A new traffic safety study has found that when it comes to the spacing between cars and bicycles, lane width, speed and traffic density can all negatively impact passing distance and thus cyclists’ comfort level with sharing the road.
The hazards of bike riding in the city are well known. Each year across Canada, about 7,500 cyclists are seriously injured on the road. And fatal collisions between cars and bicycles have not decreased significantly over the past two decades, even as cities strive to make their streets more amenable to bike traffic by putting in measures such as dedicated bike lanes and signage.
Of all the deterrents to getting people on their bikes (something all municipalities are calling for), the perception of safety and comfort is number one. Yet, putting in bike lanes and painting sharrows onto streets (those double arrows that call for cars to share the lane) can only do so much, especially since in reality, most bike trips take cyclists outside of dedicated lanes for some portion of travel. Biking on mixed traffic streets is thus an inevitability, as are its dangers.
“Passing is one inevitable event in mixed traffic, hence passing distance is very significant in bicycle and motor vehicle interaction,” say the study’s authors, researchers with the Department of Civil and Environmental Engineering at Carleton University in Ottawa.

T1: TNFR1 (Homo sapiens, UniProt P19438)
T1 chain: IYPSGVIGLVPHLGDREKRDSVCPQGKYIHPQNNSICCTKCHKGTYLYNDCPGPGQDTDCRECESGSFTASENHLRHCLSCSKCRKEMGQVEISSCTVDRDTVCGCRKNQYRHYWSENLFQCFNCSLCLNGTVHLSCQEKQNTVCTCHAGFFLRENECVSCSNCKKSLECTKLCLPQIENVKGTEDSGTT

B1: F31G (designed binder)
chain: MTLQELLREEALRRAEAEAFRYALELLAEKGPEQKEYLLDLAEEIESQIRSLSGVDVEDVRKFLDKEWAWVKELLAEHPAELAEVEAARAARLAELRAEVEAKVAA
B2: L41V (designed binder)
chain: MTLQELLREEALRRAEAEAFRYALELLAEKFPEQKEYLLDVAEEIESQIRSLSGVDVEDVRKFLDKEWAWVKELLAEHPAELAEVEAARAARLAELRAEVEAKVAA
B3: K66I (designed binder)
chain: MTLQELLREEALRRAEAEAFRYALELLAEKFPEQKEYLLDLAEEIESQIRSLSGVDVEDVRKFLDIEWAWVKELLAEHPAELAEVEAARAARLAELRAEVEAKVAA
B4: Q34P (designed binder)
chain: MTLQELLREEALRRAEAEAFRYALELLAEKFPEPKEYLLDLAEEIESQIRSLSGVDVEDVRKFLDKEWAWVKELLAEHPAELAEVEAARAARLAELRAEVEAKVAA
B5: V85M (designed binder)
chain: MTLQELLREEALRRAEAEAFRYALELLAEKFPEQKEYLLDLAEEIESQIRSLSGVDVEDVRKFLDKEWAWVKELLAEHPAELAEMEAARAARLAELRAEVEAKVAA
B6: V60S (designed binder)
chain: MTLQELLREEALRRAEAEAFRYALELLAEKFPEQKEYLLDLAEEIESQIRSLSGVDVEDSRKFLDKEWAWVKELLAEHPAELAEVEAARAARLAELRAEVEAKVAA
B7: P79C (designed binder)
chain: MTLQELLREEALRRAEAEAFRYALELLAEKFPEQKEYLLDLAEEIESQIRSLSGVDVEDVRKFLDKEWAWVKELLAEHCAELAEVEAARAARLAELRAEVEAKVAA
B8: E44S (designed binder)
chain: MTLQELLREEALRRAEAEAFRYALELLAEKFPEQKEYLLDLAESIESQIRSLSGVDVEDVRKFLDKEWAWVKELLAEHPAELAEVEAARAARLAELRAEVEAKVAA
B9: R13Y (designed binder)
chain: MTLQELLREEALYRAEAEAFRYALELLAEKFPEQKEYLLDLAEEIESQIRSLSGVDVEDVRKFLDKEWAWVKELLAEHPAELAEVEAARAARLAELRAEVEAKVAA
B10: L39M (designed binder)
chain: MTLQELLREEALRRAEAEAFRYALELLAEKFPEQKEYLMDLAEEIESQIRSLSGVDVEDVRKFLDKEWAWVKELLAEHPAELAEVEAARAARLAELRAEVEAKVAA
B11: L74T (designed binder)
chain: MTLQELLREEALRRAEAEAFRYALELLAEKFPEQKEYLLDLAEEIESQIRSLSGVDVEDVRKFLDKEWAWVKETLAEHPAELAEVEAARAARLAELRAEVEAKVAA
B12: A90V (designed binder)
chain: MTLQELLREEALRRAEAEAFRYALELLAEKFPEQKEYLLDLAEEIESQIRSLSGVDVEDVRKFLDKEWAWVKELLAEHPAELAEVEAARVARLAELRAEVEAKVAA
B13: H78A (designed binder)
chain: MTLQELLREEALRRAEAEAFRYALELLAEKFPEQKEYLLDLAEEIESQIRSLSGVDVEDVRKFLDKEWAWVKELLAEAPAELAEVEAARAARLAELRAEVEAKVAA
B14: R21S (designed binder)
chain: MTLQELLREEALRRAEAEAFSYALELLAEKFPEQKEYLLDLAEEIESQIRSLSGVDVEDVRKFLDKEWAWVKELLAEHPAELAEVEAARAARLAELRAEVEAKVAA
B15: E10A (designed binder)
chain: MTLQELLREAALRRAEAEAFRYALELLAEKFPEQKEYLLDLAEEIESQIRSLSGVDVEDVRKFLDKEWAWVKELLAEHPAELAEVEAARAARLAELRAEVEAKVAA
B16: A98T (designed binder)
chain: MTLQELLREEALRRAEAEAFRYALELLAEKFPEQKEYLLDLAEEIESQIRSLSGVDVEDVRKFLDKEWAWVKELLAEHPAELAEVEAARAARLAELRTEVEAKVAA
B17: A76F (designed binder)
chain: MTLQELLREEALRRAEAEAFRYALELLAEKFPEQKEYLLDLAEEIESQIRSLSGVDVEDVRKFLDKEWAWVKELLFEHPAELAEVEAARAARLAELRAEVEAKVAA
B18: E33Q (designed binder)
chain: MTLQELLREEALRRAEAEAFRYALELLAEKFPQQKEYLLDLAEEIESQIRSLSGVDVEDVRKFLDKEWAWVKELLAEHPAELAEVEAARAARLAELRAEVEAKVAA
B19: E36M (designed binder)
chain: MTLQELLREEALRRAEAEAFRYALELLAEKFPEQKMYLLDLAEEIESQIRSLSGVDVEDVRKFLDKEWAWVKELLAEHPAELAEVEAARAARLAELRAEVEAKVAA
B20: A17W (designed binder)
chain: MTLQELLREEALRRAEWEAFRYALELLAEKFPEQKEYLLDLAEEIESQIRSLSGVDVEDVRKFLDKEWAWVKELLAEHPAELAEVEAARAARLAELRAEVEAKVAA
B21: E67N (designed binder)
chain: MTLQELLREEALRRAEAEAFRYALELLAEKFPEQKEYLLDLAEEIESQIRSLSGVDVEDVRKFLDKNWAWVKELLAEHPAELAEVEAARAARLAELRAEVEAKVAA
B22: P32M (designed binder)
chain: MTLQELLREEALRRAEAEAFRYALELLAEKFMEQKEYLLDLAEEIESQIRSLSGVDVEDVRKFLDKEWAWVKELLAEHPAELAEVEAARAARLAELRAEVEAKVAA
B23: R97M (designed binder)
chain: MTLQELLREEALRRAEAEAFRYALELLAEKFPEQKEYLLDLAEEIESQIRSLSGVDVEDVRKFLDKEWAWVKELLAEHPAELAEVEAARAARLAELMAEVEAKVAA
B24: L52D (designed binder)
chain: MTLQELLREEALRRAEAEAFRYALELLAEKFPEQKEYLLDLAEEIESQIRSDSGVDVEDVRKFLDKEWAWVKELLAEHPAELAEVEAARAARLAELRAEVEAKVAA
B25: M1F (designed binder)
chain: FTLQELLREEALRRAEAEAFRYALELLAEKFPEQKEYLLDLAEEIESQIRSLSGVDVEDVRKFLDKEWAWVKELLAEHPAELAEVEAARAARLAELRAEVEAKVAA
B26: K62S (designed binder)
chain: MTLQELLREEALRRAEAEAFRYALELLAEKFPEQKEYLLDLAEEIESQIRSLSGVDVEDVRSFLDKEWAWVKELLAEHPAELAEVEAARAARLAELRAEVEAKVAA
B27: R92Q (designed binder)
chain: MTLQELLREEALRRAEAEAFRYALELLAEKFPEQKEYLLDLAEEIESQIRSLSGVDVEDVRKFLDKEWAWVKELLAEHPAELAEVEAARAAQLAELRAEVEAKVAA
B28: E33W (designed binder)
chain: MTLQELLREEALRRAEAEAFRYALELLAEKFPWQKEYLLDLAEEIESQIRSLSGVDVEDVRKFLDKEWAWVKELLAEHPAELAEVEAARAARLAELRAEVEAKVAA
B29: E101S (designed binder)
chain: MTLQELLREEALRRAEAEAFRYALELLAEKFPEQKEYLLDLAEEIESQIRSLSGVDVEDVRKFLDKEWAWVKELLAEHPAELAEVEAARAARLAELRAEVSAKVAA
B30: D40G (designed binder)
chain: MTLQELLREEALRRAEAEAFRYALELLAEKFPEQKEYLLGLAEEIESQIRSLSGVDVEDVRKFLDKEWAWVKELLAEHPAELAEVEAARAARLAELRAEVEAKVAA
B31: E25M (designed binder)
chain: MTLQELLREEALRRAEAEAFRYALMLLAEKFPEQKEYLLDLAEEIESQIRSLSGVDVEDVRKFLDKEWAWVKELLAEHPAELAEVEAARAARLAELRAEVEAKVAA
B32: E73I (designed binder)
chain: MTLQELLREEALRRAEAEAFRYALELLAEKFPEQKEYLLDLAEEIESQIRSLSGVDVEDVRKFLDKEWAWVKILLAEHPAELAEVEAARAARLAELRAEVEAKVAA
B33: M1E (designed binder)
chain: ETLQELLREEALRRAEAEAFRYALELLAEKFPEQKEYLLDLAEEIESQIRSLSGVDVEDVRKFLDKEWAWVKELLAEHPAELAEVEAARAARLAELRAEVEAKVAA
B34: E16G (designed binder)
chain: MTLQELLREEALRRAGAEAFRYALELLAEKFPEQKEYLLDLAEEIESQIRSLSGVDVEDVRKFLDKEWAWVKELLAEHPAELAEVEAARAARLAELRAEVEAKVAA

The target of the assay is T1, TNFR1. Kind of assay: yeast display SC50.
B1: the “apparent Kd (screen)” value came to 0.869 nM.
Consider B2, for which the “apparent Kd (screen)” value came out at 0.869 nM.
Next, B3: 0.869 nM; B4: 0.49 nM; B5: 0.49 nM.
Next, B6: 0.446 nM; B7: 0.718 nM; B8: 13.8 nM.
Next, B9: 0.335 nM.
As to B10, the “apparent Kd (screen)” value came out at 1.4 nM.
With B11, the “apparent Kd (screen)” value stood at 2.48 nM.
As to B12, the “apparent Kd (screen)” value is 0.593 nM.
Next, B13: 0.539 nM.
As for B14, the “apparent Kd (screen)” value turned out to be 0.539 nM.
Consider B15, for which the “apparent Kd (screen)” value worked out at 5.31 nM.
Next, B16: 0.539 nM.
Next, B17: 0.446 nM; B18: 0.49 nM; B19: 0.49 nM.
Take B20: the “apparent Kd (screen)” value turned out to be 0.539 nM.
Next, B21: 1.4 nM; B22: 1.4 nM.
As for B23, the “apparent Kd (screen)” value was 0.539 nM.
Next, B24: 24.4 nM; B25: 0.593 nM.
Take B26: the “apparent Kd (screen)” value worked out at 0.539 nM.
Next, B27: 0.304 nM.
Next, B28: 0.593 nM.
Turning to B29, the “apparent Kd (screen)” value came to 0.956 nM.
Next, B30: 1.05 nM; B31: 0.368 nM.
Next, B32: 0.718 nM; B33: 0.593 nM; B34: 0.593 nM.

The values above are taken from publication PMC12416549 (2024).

To that end, the researchers studied the passing distance between cars and bicycles on six streets in Ottawa and gauged how factors such as vehicle and bicycle speed, traffic density and lane width affect passing distance. Video data was collected at the sites during peak traffic hours, producing a total of 563 passing events, which were then analyzed to determine passing distances and other features.
The study found that overall, 90 per cent of passes exceeded 1.23 metres, which is more than the standard regulated for most Canadian regions of one metre in urban areas. And while passing distances were found to be greater when motor vehicle speeds were higher and street lanes were wider, the distance got narrower when the traffic density was high or when the cyclist’s speed was higher.
The study’s authors also found that while the average distance between bicycles and the curb was 0.57 m, the distance between bicycles and parked cars was significantly less at 0.35 m, meaning that cyclists are having to face the added danger of “dooring” crashes.
“The observation across all variables shows an overwhelming compliance of drivers in Ottawa to the 1 m spacing requirement,” say the study’s authors. “Many bicyclists ride within the dooring zone regardless of the road width, and it is worse on narrower lanes.”
The researchers suggest that for roads with lanes narrower than 3.6 m, sharrows and road signage warning against dooring be used and that for wider roads where car traffic speeds tend to go up, speed calming measures be put in place.
“All these treatments are expected to help draw the bicyclist out of the hazard zone and make them more visible to drivers,” say the authors.
The new study is published in the journal Accident Analysis & Prevention.